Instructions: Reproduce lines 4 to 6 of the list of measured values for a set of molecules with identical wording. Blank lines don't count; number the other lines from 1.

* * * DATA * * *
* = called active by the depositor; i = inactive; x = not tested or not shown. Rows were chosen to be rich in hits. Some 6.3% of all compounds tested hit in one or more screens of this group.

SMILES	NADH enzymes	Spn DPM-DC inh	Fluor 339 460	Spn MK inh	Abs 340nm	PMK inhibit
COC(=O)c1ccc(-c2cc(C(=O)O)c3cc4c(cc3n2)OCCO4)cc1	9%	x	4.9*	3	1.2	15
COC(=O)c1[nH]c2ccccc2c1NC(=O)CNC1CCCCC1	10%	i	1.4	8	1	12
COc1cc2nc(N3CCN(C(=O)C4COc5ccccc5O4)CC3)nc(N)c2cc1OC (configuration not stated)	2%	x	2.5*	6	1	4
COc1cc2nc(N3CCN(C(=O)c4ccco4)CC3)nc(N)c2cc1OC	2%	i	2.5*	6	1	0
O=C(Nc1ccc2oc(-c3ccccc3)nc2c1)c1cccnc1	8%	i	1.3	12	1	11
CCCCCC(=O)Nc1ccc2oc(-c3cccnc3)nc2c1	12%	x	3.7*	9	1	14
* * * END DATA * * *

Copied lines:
COC(=O)c1[nH]c2ccccc2c1NC(=O)CNC1CCCCC1	10%	i	1.4	8	1	12
COc1cc2nc(N3CCN(C(=O)C4COc5ccccc5O4)CC3)nc(N)c2cc1OC (configuration not stated)	2%	x	2.5*	6	1	4
COc1cc2nc(N3CCN(C(=O)c4ccco4)CC3)nc(N)c2cc1OC	2%	i	2.5*	6	1	0